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the Complete Review
the complete review - fiction

     

Fragments of Lichtenberg

by
Pierre Senges


general information | review summaries | our review | links | about the author

To purchase Fragments of Lichtenberg



Title: Fragments of Lichtenberg
Author: Pierre Senges
Genre: Novel
Written: 2008 (Eng. 2017)
Length: 454 pages
Original in: French
Availability: Fragments of Lichtenberg - US
Fragments of Lichtenberg - UK
Fragments of Lichtenberg - Canada
Fragments de Lichtenberg - Canada
Fragments of Lichtenberg - India
Fragments de Lichtenberg - France
  • French title: Fragments de Lichtenberg
  • Translated by Gregory Flanders

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Our Assessment:

A- : impressively creative spin on life and literature

See our review for fuller assessment.




Review Summaries
Source Rating Date Reviewer
Libération . 17/4/2008 Philippe Lançon
Le Monde . 13/6/2008 Jean-Luc Douin


  From the Reviews:
  • "Ces tours et détours permettent à Senges d'explorer les oeuvres qu'il aime, mais aussi toutes les possibilités humaines de les détruire. Chemin faisant, il essaie toujours, suivant un désir de Lichtenberg, de «trouver l'idée qui ferait mourir de rire celui qui l'entend»." - Philippe Lançon, Libération

  • "Avec sa verve ludique et encyclopédique, il livre donc ici ce qu'il sait de Lichtenberg et ce qu'il a déniché au fil de son oeuvre labyrinthique. Le fameux mathématicien, théoricien de la foudre, expert en astronomie, botanique, sciences dures et liberté de penser, apparaît comme un collectionneur de pyjamas, amateur de pâté de lièvre, asthmatique et hypocondriaque, suicidaire." - Jean-Luc Douin, Le Monde

  Quotes:
  • "This is no mere literary game: what hides behind all this is a deep observation of the links between oneís age and oneís culture; a subtle reflection on the construction of canon, schools, and literary cults that structures our idea of great literature and thus closes our mind to a more dynamic, alternative, or revisionist view (.....) Fragments de Lichtenberg is Sengesí masterwork, the exhilarating novel of a great stylist, a baroque writer that shows us the encyclopedic novel is not an old manís game." - François Monti, The Quarterly Conversation (7/12/2009)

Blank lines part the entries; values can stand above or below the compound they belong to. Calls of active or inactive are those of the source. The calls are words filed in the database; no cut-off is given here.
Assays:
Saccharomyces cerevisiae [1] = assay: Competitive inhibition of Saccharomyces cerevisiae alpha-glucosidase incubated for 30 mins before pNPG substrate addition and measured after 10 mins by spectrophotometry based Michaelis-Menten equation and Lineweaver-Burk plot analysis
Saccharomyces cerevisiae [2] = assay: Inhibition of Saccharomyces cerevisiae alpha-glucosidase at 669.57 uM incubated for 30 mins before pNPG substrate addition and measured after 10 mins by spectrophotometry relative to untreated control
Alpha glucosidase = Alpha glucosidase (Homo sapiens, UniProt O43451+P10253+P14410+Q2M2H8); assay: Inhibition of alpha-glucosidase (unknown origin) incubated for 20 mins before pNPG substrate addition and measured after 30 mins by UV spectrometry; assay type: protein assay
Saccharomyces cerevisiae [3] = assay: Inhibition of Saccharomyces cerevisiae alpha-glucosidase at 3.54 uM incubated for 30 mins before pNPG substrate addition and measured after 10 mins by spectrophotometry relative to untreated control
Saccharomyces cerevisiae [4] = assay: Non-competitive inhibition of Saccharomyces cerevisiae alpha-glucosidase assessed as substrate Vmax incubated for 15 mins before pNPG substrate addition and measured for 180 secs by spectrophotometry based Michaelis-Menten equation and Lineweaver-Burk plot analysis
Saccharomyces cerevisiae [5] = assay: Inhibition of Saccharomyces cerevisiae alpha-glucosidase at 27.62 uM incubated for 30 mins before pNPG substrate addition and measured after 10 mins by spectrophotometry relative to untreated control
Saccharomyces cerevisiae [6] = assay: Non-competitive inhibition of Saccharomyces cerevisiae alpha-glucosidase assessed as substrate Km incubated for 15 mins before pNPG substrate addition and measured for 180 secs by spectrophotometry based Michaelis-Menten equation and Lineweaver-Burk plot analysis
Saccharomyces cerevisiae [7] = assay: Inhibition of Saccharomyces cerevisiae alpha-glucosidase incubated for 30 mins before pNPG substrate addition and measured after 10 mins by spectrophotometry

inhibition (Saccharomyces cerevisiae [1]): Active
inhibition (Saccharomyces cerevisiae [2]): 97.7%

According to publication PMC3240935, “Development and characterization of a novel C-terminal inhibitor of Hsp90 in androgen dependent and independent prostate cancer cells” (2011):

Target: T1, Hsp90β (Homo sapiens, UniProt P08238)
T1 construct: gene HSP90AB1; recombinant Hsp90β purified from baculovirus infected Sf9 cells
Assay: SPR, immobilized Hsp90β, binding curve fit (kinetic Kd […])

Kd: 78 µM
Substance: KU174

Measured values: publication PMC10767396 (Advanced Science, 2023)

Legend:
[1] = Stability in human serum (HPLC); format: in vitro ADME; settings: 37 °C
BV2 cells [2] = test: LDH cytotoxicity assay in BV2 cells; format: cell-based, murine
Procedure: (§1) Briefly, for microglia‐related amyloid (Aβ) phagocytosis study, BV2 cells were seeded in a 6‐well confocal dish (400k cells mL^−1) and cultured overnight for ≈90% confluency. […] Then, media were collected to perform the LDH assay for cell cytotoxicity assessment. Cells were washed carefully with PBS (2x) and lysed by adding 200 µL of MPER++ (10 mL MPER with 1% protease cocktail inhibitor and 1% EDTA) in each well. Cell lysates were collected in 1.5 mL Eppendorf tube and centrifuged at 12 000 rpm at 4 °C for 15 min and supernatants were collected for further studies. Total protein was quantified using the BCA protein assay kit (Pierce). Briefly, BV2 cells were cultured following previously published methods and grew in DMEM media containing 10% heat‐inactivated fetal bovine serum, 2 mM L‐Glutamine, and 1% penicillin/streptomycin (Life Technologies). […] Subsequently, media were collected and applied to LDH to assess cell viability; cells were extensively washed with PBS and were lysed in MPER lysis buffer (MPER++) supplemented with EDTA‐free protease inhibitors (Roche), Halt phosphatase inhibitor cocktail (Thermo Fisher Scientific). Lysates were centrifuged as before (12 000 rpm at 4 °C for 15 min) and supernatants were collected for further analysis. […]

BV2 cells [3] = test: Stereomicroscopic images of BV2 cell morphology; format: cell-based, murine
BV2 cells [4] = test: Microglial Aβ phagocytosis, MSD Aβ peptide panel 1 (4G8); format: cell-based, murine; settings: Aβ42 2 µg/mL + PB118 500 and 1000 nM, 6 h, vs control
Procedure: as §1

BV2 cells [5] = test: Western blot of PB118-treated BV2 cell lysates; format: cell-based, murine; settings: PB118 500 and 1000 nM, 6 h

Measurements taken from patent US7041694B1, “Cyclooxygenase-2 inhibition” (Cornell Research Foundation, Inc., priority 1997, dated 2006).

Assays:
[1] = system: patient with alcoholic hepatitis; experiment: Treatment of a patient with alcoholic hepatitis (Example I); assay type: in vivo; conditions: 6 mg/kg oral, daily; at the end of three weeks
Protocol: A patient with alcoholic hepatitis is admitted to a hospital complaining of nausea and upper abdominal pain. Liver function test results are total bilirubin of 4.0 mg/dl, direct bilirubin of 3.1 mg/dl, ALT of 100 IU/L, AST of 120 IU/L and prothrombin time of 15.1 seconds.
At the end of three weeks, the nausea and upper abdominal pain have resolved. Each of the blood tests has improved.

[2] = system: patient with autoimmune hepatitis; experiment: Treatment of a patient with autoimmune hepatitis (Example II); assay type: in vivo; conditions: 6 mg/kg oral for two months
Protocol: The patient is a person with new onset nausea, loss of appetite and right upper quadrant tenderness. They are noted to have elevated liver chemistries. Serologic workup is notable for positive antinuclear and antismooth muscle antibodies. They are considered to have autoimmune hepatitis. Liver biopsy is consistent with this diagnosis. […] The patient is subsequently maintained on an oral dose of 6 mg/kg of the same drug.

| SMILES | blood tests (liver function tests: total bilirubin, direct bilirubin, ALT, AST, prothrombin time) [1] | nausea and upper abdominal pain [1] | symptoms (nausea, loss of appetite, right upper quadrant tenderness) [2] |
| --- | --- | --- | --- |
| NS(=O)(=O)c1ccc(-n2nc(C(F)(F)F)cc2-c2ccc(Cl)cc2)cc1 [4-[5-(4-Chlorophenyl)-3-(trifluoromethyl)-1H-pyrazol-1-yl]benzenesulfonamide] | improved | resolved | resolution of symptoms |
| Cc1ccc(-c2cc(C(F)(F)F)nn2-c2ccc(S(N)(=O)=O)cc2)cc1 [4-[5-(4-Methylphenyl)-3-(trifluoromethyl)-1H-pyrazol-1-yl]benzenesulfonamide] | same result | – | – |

Please note that these ratings solely represent the complete review's biased interpretation and subjective opinion of the actual reviews and do not claim to accurately reflect or represent the views of the reviewers. Similarly the illustrative quotes chosen here are merely those the complete review subjectively believes represent the tenor and judgment of the review as a whole. We acknowledge (and remind and warn you) that they may, in fact, be entirely unrepresentative of the actual reviews by any other measure.

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The complete review's Review:

       Georg Christoph Lichtenberg (1742-1799) was, among other things, a scientist - and no mere dabbler either: he was a professor at the Göttingen University. Yet he, and his work -- notably the famous Sudelbücher, a collection of some eight thousand scraps or aphorisms (a selection of which have been published as The Waste Books, in a translation by R.J.Hollingdale; New York Review Books, Amazon.com) -- defy easy, clear (or scientific) classification. Pierre Senges' Lichtenberg-book -- that, at least, it can safely be called -- is similarly difficult to categorize. Dalkey Archive Press (accurately) presents the English translation as 'Fiction' (in its 'French Literature Series'), but its Dewey class identification number (838.609) will lead dutiful librarians to shelve it somewhere in Goethe's vicinity, on the historical literature shelves; the Library of Congress classification (PT2423.L4 Z91313) puts it similarly deep in German-literature territory, rather than in the contemporary French literature section -- subject-matter apparently prevailing over form.